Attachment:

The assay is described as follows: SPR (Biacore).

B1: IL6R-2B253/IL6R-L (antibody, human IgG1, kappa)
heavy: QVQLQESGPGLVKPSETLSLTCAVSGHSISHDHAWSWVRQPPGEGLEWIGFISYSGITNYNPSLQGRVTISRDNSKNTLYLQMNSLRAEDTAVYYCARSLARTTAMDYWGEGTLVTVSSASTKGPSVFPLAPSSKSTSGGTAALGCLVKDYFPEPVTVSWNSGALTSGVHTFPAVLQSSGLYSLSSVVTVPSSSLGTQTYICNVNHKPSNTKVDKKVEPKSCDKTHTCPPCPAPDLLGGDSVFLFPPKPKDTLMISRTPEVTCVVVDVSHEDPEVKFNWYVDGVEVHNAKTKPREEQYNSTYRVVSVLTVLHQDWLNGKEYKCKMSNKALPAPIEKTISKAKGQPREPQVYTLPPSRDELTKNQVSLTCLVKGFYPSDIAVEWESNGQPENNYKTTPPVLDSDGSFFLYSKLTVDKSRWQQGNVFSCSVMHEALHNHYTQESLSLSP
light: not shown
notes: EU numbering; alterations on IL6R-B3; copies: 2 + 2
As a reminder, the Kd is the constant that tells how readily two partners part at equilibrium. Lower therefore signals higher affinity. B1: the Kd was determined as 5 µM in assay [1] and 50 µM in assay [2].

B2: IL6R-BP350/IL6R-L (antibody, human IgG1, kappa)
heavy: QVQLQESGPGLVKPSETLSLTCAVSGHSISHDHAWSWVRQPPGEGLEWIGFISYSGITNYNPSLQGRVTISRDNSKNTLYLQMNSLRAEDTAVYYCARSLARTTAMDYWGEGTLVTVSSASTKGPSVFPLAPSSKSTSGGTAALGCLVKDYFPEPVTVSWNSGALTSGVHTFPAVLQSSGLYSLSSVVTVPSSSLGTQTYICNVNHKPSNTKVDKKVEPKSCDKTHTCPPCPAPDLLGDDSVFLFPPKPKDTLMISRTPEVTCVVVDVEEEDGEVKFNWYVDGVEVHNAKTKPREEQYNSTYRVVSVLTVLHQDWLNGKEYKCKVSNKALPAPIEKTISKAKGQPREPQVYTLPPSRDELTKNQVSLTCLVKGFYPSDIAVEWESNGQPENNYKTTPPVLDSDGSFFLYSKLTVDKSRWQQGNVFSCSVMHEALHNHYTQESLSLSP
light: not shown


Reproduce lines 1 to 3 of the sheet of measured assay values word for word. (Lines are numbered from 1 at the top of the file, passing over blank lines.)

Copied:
The assay is described as follows: SPR (Biacore).

B1: IL6R-2B253/IL6R-L (antibody, human IgG1, kappa)
heavy: QVQLQESGPGLVKPSETLSLTCAVSGHSISHDHAWSWVRQPPGEGLEWIGFISYSGITNYNPSLQGRVTISRDNSKNTLYLQMNSLRAEDTAVYYCARSLARTTAMDYWGEGTLVTVSSASTKGPSVFPLAPSSKSTSGGTAALGCLVKDYFPEPVTVSWNSGALTSGVHTFPAVLQSSGLYSLSSVVTVPSSSLGTQTYICNVNHKPSNTKVDKKVEPKSCDKTHTCPPCPAPDLLGGDSVFLFPPKPKDTLMISRTPEVTCVVVDVSHEDPEVKFNWYVDGVEVHNAKTKPREEQYNSTYRVVSVLTVLHQDWLNGKEYKCKMSNKALPAPIEKTISKAKGQPREPQVYTLPPSRDELTKNQVSLTCLVKGFYPSDIAVEWESNGQPENNYKTTPPVLDSDGSFFLYSKLTVDKSRWQQGNVFSCSVMHEALHNHYTQESLSLSP